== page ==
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Nebulized beclomethasone not effective at preventing recurrence of viral wheezing

Clinical Question:
In young children with a history of viral wheezing, is nebulized corticosteroid treatment effective to prevent another episode of wheeze during a subsequent respiratory tract infection?

Bottom Line:
In young children with a history of wheeze during respiratory infection, pre-emptive treatment with a nebulized steroid during a subsequent respiratory tract infection does not prevent a second episode of wheeze or decrease the duration of symptoms. Approximately two thirds of parents were satisfied with treatment, regardless of whether their child received active treatment. (LOE = 1b)

Clavenna A, Sequi M, Cartabia M, et al, for the ENBe Study Group. Effectiveness of nebulized beclomethasone in preventing viral wheezing: An RCT. Pediatrics 2014;133(3):e505-12.  [PMID:24534400]

Study Design:
Randomized controlled trial (double-blinded)



Outpatient (primary care)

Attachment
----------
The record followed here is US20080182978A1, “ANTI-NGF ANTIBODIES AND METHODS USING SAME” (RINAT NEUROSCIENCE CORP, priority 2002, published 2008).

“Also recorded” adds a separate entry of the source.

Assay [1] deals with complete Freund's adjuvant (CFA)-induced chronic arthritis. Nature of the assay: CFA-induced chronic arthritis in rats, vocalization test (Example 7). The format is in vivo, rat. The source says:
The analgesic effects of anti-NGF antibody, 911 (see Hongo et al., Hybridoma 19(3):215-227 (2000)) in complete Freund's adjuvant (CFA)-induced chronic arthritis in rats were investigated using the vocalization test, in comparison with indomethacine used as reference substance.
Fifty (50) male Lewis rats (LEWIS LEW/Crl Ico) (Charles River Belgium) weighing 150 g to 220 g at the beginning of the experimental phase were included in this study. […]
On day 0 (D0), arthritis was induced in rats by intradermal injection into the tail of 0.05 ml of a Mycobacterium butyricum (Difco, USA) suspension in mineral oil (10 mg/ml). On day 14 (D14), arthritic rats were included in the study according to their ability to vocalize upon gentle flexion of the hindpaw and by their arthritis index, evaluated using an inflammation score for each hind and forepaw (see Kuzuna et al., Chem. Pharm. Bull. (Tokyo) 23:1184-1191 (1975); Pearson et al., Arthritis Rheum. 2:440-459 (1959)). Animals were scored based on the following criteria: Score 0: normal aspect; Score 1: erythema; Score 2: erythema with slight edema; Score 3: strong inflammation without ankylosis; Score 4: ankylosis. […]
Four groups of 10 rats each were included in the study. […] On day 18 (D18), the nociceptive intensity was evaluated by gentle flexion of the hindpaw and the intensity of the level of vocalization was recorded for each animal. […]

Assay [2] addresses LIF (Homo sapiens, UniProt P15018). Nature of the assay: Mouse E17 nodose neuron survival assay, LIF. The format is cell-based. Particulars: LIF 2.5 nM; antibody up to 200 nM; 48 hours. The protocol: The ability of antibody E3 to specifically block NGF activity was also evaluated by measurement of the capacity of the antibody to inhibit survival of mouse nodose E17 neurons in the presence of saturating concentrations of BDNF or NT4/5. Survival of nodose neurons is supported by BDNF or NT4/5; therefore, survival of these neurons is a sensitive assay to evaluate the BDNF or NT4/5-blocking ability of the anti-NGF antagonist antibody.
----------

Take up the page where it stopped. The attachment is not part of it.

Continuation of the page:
These Italian investigators enrolled 525 children, aged 1 year to 5 years (mean = 2.1 years), presenting to any of 40 pediatricians with symptoms of acute respiratory tract infection without wheezing. All children had a documented episode of wheezing with a previous respiratory tract infection. The children were randomly assigned, using concealed allocation, to receive beclomethasone 400 mcg or placebo twice daily via nebulizer for 10 days. Children were visited at home if they failed to improve in the first 3 days or if they experienced wheezing, but otherwise were evaluated after 10 days of treatment. Analysis was by intention to treat and was performed on 99.2% of children. Wheezing was diagnosed in 9% of children and was not different between the 2 groups. The study had the power to find a 30% reduction in wheezing between groups if one had existed. At the end of treatment 46% of children still had (nonwheeze) symptoms, with no difference between groups. Approximately two thirds (63%) of parents in both treatment groups were satisfied with treatment. Since there wasn’t a no-treatment group, we cannot tell the degree to which the placebo effect affected parental satisfaction.


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